The global community has set the goal of universal access to sanitation by 2030. In the face of limited progress, business as usual is not an option for sanitation sector actors. Through an expert consultation, this paper aims to shed light on the changes needed. Experts believe that in the past, sanitation was regarded as a taboo and a private issue, and given low political prioritisation. This resulted in inadequate financing, capacity and institutions. Programmes were implemented in an uncoordinated manner outside government systems. They focused on infrastructure, neglecting behaviour change or addressing it with blanket approaches. The poor remained unreached, especially in urban areas. Poor collaboration and insufficient learning hindered progress in the sector. However, experts also highlight that prioritisation has nowadays reached unprecedented levels, opening up opportunities for progress. A consensus is starting to emerge on how to address past blockages and on the key knowledge gaps and sector priorities, including focusing on how to deliver urban sanitation, ensuring government leadership and sector harmonisation, and getting better at changing behaviour. However, it will be even more crucial that the key institutions in the sanitation sector display leadership and move towards more collaborative, adaptive and learning-oriented ways of working.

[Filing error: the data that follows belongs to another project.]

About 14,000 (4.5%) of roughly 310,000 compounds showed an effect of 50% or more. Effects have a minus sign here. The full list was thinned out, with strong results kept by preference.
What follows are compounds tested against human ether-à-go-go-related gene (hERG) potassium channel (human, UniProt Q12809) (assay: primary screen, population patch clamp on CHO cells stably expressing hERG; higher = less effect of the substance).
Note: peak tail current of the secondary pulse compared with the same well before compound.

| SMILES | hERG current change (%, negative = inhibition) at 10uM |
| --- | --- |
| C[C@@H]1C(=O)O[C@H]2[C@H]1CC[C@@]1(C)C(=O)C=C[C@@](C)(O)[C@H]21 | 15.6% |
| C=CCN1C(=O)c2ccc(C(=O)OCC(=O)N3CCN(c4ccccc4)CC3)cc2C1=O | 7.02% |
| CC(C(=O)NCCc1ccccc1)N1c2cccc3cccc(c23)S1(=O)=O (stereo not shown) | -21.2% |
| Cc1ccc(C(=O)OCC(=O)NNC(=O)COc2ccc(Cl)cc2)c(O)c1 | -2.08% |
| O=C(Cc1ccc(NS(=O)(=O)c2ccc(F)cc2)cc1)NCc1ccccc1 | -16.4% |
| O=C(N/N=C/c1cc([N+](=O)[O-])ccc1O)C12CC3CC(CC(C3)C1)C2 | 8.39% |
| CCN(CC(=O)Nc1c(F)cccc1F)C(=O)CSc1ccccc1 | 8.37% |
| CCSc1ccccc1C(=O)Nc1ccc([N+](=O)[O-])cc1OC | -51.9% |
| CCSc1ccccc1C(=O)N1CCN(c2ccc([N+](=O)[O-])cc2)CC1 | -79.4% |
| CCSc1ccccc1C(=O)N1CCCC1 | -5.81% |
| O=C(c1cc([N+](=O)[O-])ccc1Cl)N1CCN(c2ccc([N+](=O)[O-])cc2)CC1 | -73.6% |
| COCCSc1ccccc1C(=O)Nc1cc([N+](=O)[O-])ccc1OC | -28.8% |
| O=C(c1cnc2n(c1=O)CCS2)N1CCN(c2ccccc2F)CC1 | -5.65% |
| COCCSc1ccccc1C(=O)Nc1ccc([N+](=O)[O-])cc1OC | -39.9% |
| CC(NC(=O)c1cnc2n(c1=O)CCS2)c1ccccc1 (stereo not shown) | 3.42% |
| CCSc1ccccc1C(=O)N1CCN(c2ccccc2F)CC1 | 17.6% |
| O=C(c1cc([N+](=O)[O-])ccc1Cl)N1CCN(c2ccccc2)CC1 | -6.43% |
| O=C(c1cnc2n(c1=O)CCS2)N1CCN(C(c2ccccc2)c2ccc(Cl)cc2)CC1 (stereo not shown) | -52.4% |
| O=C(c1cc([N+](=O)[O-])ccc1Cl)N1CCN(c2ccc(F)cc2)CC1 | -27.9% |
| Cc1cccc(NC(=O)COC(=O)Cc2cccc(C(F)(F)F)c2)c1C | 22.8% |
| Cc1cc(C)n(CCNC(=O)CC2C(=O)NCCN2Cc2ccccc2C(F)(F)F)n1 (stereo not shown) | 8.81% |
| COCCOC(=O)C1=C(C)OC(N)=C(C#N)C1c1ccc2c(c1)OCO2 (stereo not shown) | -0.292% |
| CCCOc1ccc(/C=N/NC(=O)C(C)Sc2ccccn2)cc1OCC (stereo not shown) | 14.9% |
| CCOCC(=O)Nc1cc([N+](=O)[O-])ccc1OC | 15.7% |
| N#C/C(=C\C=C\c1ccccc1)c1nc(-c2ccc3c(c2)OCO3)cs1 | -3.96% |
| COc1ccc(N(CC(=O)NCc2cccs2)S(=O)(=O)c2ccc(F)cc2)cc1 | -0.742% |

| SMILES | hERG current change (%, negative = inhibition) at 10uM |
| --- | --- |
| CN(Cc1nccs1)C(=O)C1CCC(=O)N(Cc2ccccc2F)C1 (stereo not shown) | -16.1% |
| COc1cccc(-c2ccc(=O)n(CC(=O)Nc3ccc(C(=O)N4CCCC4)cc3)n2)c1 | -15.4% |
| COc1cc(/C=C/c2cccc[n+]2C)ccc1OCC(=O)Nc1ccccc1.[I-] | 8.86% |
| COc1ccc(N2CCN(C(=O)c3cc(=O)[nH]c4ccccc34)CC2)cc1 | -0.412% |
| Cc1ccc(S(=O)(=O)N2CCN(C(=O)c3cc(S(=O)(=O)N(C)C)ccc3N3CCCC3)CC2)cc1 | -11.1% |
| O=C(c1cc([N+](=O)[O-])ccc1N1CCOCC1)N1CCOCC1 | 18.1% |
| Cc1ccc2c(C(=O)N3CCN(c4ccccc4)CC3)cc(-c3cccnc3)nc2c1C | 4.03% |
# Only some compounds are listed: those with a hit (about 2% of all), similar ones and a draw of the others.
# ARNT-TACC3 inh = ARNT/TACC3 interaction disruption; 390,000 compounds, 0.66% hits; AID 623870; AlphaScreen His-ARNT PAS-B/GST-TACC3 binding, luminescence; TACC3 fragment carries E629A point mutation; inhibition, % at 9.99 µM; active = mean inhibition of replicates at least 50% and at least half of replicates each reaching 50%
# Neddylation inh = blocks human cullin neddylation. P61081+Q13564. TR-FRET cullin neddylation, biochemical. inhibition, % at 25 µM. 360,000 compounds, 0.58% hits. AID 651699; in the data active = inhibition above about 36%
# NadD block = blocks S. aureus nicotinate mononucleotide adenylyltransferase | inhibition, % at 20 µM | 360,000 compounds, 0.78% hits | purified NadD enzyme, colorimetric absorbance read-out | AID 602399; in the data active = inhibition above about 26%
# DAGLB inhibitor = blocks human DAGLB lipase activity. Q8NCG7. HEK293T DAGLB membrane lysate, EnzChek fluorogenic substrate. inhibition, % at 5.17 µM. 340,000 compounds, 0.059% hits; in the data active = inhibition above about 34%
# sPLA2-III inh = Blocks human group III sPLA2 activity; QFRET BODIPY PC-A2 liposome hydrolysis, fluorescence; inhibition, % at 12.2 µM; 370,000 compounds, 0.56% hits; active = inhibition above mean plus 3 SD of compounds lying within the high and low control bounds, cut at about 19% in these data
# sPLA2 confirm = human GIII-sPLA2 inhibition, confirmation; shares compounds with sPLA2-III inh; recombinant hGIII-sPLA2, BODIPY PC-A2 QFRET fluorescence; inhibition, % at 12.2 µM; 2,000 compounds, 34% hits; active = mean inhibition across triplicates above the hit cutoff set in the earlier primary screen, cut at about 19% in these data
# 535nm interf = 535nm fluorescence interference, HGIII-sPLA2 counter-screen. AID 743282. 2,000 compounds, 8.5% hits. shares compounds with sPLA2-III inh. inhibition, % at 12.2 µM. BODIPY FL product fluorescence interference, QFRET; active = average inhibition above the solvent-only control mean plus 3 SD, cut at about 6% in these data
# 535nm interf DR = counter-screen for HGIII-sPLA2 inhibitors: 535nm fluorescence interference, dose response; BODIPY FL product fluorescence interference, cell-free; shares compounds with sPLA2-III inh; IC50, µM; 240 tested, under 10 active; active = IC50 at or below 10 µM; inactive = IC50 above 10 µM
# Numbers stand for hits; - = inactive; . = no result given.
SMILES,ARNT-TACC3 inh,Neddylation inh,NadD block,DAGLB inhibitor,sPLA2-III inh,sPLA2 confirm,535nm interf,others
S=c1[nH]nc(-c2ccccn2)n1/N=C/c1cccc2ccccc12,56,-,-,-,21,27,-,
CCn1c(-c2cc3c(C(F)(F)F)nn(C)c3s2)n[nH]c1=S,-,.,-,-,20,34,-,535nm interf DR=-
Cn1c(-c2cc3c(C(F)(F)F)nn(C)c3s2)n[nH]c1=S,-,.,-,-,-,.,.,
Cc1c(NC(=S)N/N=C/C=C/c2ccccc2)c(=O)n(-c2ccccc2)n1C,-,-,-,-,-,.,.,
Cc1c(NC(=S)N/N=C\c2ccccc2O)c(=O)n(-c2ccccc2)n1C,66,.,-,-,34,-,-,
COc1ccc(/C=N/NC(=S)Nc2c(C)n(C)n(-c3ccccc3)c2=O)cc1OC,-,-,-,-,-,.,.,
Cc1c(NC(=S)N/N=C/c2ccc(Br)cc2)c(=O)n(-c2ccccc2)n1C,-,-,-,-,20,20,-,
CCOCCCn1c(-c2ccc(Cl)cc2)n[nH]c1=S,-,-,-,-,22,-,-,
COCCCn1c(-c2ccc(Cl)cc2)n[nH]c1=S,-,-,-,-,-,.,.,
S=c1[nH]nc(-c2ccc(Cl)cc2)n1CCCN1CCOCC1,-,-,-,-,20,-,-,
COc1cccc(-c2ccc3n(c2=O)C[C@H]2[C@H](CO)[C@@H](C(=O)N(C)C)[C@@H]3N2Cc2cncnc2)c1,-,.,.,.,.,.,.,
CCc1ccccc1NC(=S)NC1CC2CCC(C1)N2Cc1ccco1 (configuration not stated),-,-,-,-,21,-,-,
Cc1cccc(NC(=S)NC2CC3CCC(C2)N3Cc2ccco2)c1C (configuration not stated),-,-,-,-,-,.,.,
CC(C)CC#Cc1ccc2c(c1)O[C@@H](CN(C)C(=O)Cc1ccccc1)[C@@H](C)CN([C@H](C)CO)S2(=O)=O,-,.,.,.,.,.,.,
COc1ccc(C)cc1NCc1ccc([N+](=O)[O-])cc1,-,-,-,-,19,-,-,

- IWA Publishing
- Is ‘access to adequate and equitable sanitation’ for all by 2030 ...
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